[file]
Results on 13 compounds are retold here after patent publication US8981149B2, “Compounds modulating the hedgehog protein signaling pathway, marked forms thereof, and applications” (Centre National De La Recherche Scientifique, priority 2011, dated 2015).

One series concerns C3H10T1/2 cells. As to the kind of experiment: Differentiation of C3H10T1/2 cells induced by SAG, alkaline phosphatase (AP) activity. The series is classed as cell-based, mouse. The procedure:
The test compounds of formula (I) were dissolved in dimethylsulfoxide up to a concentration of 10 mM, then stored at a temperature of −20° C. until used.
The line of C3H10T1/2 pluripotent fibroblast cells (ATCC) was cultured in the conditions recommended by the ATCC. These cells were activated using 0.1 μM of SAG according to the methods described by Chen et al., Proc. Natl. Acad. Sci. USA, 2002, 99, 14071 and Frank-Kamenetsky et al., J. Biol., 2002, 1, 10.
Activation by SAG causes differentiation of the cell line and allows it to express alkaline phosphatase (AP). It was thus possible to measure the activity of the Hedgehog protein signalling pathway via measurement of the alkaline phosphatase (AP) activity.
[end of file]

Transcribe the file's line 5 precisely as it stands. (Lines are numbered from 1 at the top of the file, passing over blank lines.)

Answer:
Activation by SAG causes differentiation of the cell line and allows it to express alkaline phosphatase (AP). It was thus possible to measure the activity of the Hedgehog protein signalling pathway via measurement of the alkaline phosphatase (AP) activity.